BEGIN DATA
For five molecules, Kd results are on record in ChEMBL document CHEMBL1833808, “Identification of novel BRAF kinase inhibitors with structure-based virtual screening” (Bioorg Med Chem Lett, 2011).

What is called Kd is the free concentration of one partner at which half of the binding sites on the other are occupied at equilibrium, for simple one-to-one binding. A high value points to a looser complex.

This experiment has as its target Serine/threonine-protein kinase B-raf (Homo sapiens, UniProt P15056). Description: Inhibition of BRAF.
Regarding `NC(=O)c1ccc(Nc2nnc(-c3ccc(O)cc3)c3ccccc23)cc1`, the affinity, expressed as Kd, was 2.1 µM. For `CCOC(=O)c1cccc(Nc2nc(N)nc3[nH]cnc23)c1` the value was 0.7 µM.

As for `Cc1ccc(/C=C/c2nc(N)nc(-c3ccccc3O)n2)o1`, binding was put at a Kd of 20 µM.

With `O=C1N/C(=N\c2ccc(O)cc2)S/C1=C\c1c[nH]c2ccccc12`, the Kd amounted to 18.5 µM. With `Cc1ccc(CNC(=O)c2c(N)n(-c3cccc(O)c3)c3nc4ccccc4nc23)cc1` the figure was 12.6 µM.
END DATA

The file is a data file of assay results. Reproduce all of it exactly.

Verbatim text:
For five molecules, Kd results are on record in ChEMBL document CHEMBL1833808, “Identification of novel BRAF kinase inhibitors with structure-based virtual screening” (Bioorg Med Chem Lett, 2011).

What is called Kd is the free concentration of one partner at which half of the binding sites on the other are occupied at equilibrium, for simple one-to-one binding. A high value points to a looser complex.

This experiment has as its target Serine/threonine-protein kinase B-raf (Homo sapiens, UniProt P15056). Description: Inhibition of BRAF.
Regarding `NC(=O)c1ccc(Nc2nnc(-c3ccc(O)cc3)c3ccccc23)cc1`, the affinity, expressed as Kd, was 2.1 µM. For `CCOC(=O)c1cccc(Nc2nc(N)nc3[nH]cnc23)c1` the value was 0.7 µM.

As for `Cc1ccc(/C=C/c2nc(N)nc(-c3ccccc3O)n2)o1`, binding was put at a Kd of 20 µM.

With `O=C1N/C(=N\c2ccc(O)cc2)S/C1=C\c1c[nH]c2ccccc12`, the Kd amounted to 18.5 µM. With `Cc1ccc(CNC(=O)c2c(N)n(-c3cccc(O)c3)c3nc4ccccc4nc23)cc1` the figure was 12.6 µM.